"The Cabinet vote took place ahead of a meeting between Prime Minister Ehud Olmert and Abbas later in the day. The two men were trying to break a deadlock in preparations for the U.S.-hosted peace summit, which is expected to take place in Annapolis, Md., next week.
Israel sees the conference primarily as a ceremonial launching pad for new peace efforts, while the Palestinians want a more detailed plan for how post-conference talks will proceed.
Seeking to drum up support for the conference, Olmert is heading to Egypt on Tuesday for talks with President Hosni Mubarak, his office said. Arab League members are to decide on Friday whether they will join the gathering. High-level Arab attendance is seen as crucial to the success of nascent peace moves." Yahoo News
Once again, we are presented with the inability of these parties to the Palestinian-Israeli struggle to accept or even comprehend the difference in approach of the other side.
The Israelis want to see the Annapolis meeting as an event in which the Americans make the Palestinians available for a free-flowing give and take that leads to an agreement that is some sort of compromise.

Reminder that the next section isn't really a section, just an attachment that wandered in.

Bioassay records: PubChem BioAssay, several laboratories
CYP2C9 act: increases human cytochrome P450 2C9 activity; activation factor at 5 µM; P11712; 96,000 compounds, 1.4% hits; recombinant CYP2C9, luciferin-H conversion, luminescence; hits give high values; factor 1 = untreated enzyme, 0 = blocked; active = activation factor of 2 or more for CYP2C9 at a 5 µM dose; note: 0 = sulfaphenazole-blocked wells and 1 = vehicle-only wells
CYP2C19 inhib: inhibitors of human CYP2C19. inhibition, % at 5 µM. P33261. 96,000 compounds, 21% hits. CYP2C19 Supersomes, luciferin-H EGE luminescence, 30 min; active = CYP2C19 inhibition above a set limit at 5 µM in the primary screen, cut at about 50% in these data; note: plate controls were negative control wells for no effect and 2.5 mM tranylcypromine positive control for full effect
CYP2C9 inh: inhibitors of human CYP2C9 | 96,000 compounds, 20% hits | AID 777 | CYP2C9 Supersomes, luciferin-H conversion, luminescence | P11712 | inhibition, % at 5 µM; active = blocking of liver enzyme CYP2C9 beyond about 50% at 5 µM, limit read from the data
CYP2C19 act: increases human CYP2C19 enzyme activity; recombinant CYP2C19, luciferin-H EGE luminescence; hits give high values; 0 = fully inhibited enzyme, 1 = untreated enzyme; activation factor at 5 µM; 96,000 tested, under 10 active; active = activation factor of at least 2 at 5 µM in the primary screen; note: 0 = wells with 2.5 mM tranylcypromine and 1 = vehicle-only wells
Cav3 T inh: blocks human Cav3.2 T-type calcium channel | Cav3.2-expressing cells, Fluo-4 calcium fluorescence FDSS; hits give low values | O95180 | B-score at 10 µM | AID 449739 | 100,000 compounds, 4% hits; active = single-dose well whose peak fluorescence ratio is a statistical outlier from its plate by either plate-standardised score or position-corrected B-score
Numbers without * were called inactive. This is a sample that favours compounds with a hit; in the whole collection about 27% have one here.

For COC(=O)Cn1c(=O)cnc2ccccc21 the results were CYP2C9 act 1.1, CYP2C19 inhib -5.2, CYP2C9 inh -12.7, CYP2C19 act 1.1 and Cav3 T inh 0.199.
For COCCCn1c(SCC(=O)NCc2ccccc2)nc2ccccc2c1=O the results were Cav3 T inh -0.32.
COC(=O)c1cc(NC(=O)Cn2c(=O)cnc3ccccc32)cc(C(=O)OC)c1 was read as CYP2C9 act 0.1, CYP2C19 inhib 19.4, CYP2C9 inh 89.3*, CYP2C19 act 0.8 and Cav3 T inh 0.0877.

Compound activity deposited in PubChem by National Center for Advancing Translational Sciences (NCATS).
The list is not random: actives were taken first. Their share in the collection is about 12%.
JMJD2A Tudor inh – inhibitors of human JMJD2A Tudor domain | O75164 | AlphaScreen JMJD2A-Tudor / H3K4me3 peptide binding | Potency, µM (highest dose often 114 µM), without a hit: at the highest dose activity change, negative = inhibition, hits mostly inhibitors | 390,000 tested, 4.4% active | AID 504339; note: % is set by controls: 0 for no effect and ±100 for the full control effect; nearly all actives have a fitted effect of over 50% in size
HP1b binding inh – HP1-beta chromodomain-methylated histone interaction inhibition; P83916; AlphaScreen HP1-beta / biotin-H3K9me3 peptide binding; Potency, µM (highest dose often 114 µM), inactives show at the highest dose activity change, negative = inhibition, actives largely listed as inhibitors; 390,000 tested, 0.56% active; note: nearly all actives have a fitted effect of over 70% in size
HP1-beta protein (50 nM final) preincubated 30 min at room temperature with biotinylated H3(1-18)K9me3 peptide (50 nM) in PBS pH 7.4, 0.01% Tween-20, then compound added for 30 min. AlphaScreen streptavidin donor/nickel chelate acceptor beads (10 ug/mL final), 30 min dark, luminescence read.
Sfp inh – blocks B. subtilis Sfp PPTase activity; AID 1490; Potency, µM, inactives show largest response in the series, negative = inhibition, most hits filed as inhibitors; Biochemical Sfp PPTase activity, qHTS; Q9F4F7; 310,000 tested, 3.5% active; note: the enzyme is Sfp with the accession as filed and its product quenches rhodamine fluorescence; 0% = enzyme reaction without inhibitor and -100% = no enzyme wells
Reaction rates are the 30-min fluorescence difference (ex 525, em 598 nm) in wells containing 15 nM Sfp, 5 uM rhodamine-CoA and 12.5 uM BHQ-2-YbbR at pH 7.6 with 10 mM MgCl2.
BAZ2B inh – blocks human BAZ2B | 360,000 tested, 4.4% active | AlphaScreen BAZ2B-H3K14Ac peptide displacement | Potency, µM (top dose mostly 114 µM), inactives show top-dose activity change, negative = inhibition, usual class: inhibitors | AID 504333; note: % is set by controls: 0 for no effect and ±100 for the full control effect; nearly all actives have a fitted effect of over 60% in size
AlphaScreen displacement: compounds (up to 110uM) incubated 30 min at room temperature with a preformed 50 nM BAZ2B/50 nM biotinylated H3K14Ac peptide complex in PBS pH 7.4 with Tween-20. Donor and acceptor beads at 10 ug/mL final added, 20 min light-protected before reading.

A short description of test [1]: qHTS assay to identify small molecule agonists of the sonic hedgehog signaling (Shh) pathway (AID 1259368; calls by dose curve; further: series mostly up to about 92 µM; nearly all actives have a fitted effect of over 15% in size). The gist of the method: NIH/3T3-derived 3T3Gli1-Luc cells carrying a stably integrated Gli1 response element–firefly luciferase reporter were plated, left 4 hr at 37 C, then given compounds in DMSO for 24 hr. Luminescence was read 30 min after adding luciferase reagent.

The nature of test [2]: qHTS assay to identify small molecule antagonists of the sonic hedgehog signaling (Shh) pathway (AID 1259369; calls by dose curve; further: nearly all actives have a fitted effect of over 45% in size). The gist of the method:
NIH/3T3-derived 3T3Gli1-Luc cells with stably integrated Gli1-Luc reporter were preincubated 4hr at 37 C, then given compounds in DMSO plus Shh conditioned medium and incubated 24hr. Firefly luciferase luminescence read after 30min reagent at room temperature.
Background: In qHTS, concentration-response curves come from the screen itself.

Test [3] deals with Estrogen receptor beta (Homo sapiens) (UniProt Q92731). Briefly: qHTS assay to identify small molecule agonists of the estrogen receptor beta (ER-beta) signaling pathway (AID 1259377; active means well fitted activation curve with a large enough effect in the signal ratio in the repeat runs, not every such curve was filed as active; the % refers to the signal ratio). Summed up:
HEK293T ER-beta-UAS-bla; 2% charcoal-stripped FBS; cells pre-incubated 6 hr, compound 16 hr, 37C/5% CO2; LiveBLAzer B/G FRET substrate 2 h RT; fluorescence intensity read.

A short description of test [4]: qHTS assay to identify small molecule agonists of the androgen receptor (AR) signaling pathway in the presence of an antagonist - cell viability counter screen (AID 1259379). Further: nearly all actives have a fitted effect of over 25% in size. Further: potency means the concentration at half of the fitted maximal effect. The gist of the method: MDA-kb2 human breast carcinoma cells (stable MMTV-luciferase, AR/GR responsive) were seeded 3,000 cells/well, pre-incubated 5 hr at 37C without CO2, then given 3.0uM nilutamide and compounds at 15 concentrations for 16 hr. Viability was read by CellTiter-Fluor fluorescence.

The Palestinians see the process as one in which the American super-power gives its blessing to the rough outline of what a final settlement will be.
In pursuit of that vision, the Palestinians want there to be a document agreed on between them and the Israelis which gives the shape of what the final settlement will be and they want it in advance. Anything else they see as merely another trick.
As though to make any agreement even more difficult, Olmert’s government wants the Palestinians to make a public statement re-newing their previous de facto recognition of the existence of Israel. In this new statement they want a specific acceptance of Israel’s nature as a Jewish state. This is very difficult for the Paelstinians since their aspiration for their own state is for a government that is, at least in theory, religiously neutral.
Bottom Line: Annapolis will amount to very little.
If the parties want to move forward towards a state of existence in which everyone can live reasonably, then they must give up their maximalist positions, accept the idea of a series of truces (hudna), and engage Egypt and other regional "players" in dealing with the extremists among the Palestinians.
Even then, progress toward any kind of real Peace will be slow. Struggle of this sort between two peoples for the possession of a single piece of land are not solved until the fires of competitive inter-communal feeling are burned out through struggle. My sense of this is that the two peoples have not reached that level of emotional surfeit. pl